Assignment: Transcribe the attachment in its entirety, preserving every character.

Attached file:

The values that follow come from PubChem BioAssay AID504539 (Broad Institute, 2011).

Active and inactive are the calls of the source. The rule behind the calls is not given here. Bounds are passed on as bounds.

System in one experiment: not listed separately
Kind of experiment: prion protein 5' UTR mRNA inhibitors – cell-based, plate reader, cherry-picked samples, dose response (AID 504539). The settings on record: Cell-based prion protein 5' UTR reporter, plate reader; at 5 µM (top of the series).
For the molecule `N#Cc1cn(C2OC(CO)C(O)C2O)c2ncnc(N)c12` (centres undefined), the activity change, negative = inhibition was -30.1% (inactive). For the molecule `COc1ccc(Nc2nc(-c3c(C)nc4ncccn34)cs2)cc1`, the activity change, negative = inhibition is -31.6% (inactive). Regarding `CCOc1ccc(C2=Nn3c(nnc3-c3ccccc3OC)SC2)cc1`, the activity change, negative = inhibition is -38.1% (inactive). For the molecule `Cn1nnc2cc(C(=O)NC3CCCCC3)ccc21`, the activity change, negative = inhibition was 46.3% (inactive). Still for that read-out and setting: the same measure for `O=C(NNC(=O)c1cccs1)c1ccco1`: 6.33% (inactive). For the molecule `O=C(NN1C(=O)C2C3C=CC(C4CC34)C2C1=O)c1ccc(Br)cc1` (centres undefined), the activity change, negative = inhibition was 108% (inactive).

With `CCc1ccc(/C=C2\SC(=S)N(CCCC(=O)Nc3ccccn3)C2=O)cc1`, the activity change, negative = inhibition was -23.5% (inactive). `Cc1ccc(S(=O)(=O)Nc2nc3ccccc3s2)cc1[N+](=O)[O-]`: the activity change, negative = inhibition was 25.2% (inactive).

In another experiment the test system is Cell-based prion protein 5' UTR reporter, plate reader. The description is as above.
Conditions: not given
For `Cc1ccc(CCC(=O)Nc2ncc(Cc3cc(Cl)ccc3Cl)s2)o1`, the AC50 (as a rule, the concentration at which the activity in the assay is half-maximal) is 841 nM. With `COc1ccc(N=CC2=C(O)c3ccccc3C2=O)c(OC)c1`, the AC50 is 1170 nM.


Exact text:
The values that follow come from PubChem BioAssay AID504539 (Broad Institute, 2011).

Active and inactive are the calls of the source. The rule behind the calls is not given here. Bounds are passed on as bounds.

System in one experiment: not listed separately
Kind of experiment: prion protein 5' UTR mRNA inhibitors – cell-based, plate reader, cherry-picked samples, dose response (AID 504539). The settings on record: Cell-based prion protein 5' UTR reporter, plate reader; at 5 µM (top of the series).
For the molecule `N#Cc1cn(C2OC(CO)C(O)C2O)c2ncnc(N)c12` (centres undefined), the activity change, negative = inhibition was -30.1% (inactive). For the molecule `COc1ccc(Nc2nc(-c3c(C)nc4ncccn34)cs2)cc1`, the activity change, negative = inhibition is -31.6% (inactive). Regarding `CCOc1ccc(C2=Nn3c(nnc3-c3ccccc3OC)SC2)cc1`, the activity change, negative = inhibition is -38.1% (inactive). For the molecule `Cn1nnc2cc(C(=O)NC3CCCCC3)ccc21`, the activity change, negative = inhibition was 46.3% (inactive). Still for that read-out and setting: the same measure for `O=C(NNC(=O)c1cccs1)c1ccco1`: 6.33% (inactive). For the molecule `O=C(NN1C(=O)C2C3C=CC(C4CC34)C2C1=O)c1ccc(Br)cc1` (centres undefined), the activity change, negative = inhibition was 108% (inactive).

With `CCc1ccc(/C=C2\SC(=S)N(CCCC(=O)Nc3ccccn3)C2=O)cc1`, the activity change, negative = inhibition was -23.5% (inactive). `Cc1ccc(S(=O)(=O)Nc2nc3ccccc3s2)cc1[N+](=O)[O-]`: the activity change, negative = inhibition was 25.2% (inactive).

In another experiment the test system is Cell-based prion protein 5' UTR reporter, plate reader. The description is as above.
Conditions: not given
For `Cc1ccc(CCC(=O)Nc2ncc(Cc3cc(Cl)ccc3Cl)s2)o1`, the AC50 (as a rule, the concentration at which the activity in the assay is half-maximal) is 841 nM. With `COc1ccc(N=CC2=C(O)c3ccccc3C2=O)c(OC)c1`, the AC50 is 1170 nM.